Some history of the Old Plough Revived
The Old Plough Revived was located on the north-western corner of Rea Street and Moseley Street in an area where Digbeth meets Highgate. The pub was once called the Old Plough Revived but was later changed to the Old Plough Inn.
The name of the house, the Old Plough Revived, is an unusual name and suggests to me that the sign of the Plough may have been held by an early publican who moved to this location. However, the earliest reference I have seen for a beer house on this corner is for Edward Jones in 1840. There is no reference for a boozer in the previous year's trade directory. Looking back to 1835 Pigot's Directory there are two beer retailers listed by the name of Edward Jones. The first was at No.54 Dudley Street and the other for New Canal Street. I am not aware [yet] that a Plough Inn existed in either of these thoroughfares. But you never know, the name may emerge at some point!
Dudley-born Edward Jones was a whitesmith by trade and kept the Old Plough Revived with his wife Jane who was a Brummie. They remained throughout the 1840s and were eventually helped by their niece Jane who had grown up on the premises. It is interesting to note that throughout this time William Male was working as a file cutter in the neighbouring court. I say interesting because when he passed on his widow Naomi continued the business for many years, working up until an elderly age. She was the definition of a life of hard work.
Edward and Jane Jones did pretty well at the Old Plough Revived and invested their money wisely. They were able to retire to a house in Macdonald Street where they were recorded as proprietors of houses and land.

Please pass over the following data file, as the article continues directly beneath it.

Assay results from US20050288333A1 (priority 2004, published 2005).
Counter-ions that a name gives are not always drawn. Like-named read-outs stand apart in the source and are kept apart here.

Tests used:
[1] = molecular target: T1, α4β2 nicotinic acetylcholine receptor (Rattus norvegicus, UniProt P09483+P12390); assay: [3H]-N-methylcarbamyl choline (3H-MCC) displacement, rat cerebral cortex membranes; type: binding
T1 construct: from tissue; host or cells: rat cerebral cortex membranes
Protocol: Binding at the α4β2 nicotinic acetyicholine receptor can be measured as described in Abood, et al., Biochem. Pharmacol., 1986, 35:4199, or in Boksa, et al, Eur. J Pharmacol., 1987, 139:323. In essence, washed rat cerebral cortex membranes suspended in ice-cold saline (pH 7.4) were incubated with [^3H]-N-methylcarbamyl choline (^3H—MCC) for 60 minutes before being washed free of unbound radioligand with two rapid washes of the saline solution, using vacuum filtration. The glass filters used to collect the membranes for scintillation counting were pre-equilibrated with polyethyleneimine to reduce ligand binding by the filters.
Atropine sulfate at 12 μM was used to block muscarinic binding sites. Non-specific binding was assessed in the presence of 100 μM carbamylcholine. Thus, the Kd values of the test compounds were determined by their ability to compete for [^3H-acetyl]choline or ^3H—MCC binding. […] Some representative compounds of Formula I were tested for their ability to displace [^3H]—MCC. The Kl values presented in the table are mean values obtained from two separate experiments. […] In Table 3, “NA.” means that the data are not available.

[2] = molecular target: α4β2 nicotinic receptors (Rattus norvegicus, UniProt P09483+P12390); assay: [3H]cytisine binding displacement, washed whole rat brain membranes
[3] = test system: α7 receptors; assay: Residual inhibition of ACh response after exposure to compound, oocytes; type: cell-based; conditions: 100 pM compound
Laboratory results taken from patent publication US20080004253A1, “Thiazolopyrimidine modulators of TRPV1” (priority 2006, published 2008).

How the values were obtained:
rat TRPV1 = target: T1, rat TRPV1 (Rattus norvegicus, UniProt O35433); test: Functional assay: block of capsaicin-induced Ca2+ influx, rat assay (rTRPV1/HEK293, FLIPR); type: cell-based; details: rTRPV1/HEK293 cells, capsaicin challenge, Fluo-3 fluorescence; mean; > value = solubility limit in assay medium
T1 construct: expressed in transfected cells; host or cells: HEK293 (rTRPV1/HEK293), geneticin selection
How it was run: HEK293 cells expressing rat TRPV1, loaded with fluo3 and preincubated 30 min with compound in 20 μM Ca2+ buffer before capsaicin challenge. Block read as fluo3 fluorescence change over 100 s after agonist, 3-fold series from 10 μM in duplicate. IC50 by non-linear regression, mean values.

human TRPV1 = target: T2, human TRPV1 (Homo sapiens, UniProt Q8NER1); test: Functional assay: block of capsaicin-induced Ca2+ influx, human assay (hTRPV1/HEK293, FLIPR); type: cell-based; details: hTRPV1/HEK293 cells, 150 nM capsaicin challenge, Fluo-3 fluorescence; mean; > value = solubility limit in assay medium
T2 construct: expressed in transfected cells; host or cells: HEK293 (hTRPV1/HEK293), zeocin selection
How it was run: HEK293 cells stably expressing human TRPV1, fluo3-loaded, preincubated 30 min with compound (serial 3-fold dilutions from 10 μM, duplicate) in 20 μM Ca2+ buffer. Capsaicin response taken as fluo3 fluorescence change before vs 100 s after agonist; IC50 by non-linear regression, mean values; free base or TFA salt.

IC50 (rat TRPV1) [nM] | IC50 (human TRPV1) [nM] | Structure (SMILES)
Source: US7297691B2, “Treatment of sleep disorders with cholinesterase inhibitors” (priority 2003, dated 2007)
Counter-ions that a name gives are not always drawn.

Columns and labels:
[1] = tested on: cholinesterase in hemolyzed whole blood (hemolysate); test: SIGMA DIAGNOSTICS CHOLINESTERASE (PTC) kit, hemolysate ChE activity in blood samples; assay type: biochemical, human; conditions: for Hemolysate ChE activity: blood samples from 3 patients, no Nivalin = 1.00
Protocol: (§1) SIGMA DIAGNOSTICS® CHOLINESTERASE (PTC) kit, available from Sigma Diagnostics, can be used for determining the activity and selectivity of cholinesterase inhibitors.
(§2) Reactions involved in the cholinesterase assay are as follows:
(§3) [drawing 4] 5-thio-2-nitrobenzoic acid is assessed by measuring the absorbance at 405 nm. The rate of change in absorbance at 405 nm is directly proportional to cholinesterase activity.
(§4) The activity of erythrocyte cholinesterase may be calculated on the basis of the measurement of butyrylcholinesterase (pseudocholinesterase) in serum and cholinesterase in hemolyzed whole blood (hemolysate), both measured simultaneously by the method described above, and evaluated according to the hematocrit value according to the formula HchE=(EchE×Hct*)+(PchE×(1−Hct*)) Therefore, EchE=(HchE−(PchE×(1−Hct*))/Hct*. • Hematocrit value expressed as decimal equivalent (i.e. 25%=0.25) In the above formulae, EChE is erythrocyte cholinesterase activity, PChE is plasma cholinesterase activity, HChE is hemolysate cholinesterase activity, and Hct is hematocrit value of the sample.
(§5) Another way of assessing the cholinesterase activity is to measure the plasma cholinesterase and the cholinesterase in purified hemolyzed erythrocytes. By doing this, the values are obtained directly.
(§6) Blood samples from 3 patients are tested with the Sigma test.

William and Jane Burton were hosts at the Old Plough by 1860. William was from family of publicans, though he was working as a cordwainer when he married Jane Hewson in November 1858. Indeed, it was boots and shoes that were his real passion and he returned to this trade when he and his wife moved to Mary Street.
Macclesfield-born Charles Hollingworth was the licensee in the early 1880s. He kept the Plough Inn with his wife Sarah. The couple would later spend many years in Cathcart Street running a grocery and offie.
The Plough was placed on a list of houses for redundancy in 1909, a particulary harsh ruling for Rushton's Brewery Limited as this house was one of six public houses they operated that had been been selected by the magistrates.
This photograph shows the former Old Plough when the building was trading as the New Moseley Street Café. The building had served as a café for many years. It was once a well-known place called Bob's Café for a fairly lengthy spell.
More information on the Old Plough Revived at Rea Street to follow. I probably created the page as I had a link to the Old Plough Revived from another page. When building the site it is easier to place links as they crop up rather than go back later on. I realise this is frustrating if you were specifically looking for information on the Old Plough Revived. There is information on Birmingham dotted around the website - click here for a suitable starting place.
Licensees of this pub
1840 - Edward Jones
1861 - William Samuel Burton
1868 - Alfred Jones
1878 - James Howis
1883 - Charles Hollingworth
1890 - Thomas Tolley
1895 - Albert Markall
1900 - James Finnemore
1911 - James William Knight
Note : this is not a complete list of licensees for this pub.
I have marked the location of the Old Plough Revived on the corner of Rea Street and Moseley Street on a plan dated 1889. The houses fronting Moseley Street lasted for many years but Court 13 and 14 in Rea Street were occupied by a metal works during the inter-war years.
If you have a genealogy story or query regarding the Old Plough Revived you can contact me and I will post it here in addition to including your message within the website pages for Birmingham Genealogy.
Have Your Say
If you would like to share any further information on this pub it would be great to hear of your stories or gossip. Simply send a message and I will post it here.